People have different tastes and, more importantly to some, different budgets. That is why we consumers have choices from which pen we write with to which car we drive. Yes, if Apple kit cost the same as regular PC kit then there’d be lot more of their kit flying off the shelves. But that isn’t the Apple way any more than it is, say, Mercedes. Personally I bought the following last year from Apple: iPod 30GB, PowerBook 12″, AirPort Extreme Card and Apple Bluetooth Mouse. I could’ve saved money, and in some cases gotten more features, but I *wanted* these things rather than the other products in the market place. However, the last year was the most (by far) I’ve spent on Apple kit in many years.

  2. I tend not to believe this 10% installed base. If you look at google zeitgeist you’ll see that only 3% of the hits come from Macs. While this isn’t very scientific it challenges the 10% estimate.

  3. The 3% number is valid for the analysts and wall street guys. They are concerned about how much money Apple is making, which is tied to how many computers they sell this month. 10% is probably a more important number for developers who are concerned with how many copies of their titles will be sold.

    Of course, neither number indicates that Apple is going out of buisiness any time soon.

  4. Google Zeitgeist would be inaccurate, Anonymous. Not all browsers and OS’s can be indentified correctly by Google. If you add the 4% they claim as “other” to Mac (much of the unidentified 4% most likely is Mac), you’d get 7% – which is at least closer to the true 10% than 3%.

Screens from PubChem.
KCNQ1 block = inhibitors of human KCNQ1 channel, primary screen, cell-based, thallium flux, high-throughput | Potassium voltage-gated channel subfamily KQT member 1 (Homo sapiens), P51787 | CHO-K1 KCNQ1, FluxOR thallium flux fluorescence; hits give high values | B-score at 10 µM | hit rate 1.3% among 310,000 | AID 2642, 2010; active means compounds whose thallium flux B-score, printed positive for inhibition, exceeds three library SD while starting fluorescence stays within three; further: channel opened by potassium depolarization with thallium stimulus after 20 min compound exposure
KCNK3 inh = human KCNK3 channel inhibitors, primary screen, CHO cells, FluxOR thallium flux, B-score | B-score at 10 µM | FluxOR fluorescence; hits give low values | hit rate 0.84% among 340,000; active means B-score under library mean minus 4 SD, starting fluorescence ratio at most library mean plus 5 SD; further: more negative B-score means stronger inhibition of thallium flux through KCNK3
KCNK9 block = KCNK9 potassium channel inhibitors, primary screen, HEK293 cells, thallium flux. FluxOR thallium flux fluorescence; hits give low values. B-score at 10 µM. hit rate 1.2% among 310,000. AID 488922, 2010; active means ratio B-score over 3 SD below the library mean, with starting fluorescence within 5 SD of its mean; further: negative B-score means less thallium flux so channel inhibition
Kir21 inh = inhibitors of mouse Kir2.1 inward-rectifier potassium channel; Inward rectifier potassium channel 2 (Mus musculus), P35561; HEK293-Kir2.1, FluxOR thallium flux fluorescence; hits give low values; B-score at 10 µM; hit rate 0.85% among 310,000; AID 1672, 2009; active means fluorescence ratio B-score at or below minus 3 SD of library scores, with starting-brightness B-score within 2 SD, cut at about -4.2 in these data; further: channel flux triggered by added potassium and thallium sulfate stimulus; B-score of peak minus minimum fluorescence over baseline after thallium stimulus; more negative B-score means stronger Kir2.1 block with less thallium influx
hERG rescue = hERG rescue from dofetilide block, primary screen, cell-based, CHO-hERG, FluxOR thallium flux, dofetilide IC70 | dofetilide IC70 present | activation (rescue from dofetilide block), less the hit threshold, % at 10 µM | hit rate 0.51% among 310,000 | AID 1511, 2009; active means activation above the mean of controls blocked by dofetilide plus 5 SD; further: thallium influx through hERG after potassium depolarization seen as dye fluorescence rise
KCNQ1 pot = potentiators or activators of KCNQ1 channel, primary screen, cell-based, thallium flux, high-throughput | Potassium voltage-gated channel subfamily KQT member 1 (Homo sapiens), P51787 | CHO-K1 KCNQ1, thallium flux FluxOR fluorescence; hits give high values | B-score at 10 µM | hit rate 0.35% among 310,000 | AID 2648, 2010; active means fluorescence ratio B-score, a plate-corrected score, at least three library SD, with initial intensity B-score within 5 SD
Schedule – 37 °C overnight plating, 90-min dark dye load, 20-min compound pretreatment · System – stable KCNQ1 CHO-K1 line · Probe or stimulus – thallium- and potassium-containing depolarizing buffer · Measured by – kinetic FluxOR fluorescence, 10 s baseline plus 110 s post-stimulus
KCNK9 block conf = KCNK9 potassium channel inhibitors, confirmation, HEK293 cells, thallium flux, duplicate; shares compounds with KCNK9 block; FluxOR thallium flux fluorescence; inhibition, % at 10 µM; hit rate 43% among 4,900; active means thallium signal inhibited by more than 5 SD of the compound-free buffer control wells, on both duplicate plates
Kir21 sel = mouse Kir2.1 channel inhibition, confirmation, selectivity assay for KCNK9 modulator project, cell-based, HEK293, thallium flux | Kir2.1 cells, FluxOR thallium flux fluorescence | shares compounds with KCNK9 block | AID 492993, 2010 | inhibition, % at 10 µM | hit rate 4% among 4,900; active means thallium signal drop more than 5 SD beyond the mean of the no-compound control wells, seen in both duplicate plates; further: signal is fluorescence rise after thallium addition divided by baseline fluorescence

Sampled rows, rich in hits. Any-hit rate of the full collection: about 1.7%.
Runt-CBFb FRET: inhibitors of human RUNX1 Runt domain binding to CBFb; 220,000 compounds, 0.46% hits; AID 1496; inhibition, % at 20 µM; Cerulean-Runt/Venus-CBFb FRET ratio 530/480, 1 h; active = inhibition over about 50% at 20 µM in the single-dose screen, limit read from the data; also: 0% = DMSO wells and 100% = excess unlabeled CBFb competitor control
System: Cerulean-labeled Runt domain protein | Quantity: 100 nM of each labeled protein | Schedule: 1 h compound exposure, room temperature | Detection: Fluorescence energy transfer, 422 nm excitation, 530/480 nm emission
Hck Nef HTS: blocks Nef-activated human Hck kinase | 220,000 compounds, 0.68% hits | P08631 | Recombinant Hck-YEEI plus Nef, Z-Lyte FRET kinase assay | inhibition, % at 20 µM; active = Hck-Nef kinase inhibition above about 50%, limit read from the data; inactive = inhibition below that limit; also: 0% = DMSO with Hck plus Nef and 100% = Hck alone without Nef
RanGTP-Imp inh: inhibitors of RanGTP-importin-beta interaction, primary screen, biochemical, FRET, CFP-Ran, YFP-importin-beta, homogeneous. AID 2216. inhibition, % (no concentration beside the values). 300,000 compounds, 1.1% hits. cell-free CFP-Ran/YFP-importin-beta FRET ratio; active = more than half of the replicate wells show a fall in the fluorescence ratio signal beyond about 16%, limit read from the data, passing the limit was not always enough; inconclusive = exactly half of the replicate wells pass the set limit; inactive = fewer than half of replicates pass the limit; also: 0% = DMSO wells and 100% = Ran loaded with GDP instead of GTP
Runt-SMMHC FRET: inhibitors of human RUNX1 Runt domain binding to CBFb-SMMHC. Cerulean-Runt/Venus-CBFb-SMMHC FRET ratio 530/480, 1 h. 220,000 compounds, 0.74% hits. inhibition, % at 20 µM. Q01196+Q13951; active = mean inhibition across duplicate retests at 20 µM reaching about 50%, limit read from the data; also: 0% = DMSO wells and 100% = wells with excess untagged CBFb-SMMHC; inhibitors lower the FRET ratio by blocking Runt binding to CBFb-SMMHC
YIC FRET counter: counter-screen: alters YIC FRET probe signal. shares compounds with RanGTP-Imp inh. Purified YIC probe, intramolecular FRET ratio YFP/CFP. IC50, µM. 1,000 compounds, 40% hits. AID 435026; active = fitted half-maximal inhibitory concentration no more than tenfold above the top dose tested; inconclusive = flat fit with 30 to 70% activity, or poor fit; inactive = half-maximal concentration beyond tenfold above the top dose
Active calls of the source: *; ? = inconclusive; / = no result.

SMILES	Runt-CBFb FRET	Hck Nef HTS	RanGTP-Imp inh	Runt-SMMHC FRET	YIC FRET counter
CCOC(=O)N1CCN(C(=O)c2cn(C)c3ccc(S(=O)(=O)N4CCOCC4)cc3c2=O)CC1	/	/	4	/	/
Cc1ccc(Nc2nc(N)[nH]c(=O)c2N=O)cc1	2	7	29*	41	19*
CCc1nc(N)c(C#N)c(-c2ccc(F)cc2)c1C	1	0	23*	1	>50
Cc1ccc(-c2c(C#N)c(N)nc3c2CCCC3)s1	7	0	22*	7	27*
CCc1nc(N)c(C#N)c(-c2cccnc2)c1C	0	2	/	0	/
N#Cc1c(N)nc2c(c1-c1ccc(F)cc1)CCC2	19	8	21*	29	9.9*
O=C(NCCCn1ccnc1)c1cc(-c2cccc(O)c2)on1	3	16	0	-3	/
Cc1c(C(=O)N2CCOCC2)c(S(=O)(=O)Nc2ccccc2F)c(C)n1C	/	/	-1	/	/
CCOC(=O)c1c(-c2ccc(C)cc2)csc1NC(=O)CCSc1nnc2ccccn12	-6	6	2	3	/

5. “…only 3 per cent of the market does its computing on Apple machines,” Hutsul reported.

    Patently wrong. It is important that this myth is refuted routinely. Thanks, MDN!

  6. If you want to bust a myth try finding some facts. The Forbes article MDN uses as a “source” states the 10% figure without attribution. Is it hard to reference the “study” that came up with this number?

    Same with the “If Mac users replace their Mac every 4 years and PC users replace their every 1.5 years” idea. Yeah IF.

    In my small world of a few hundred computers I know of, corporate, business, and private, I think 3% would seem high. Of course others will have other personal views, and I bet in some settings mac laptops are quite popular, since they compete on price like no other part of Apple’s line.

    It’s almost depressing that this group jumps on such flimsy reporting and gives it creedence. If you want to feel good about yourself, go give a homeless guy a burger.

  7. As Steve Jobs has said…..market share is NOT important. Making profit is. And that is their main focus right now. As he has said before…he is grateful for the 25 million customers that Apple has had because they are the best 25 million customers.

  8. “at least partially by the sheer force of Jobs’ will and his ability to maintain the ferocious loyalty of Apple’s users”

    I’ve never bought a Mac because of Jobs “sheer force of will”. I buy the best computer.

  9. I’ve always been skeptical about the 10% number. It’s like the “megahertz myth”: it has theoretical merit, but seems insignificant in the real world. Macs were way slower than PCs, so Mac pundits touted the “megahertz myth”. Now Apples biggest problem has been solved with the G5, so MDN is pushing the “3 percent myth”. I’m skeptical.

    I wouldn’t be surpised if the installed base is higher than 3%, but where does “10%” come from. Was there a study? A survey? A calculation that can be explained to a layman like me?

  10. 250 million PCs in world (most of dumb terminals stripped out of this figure, but not all, becuase they don’t really count in this equation) that people actually are using. 25 million Macs in use. 250/25=10.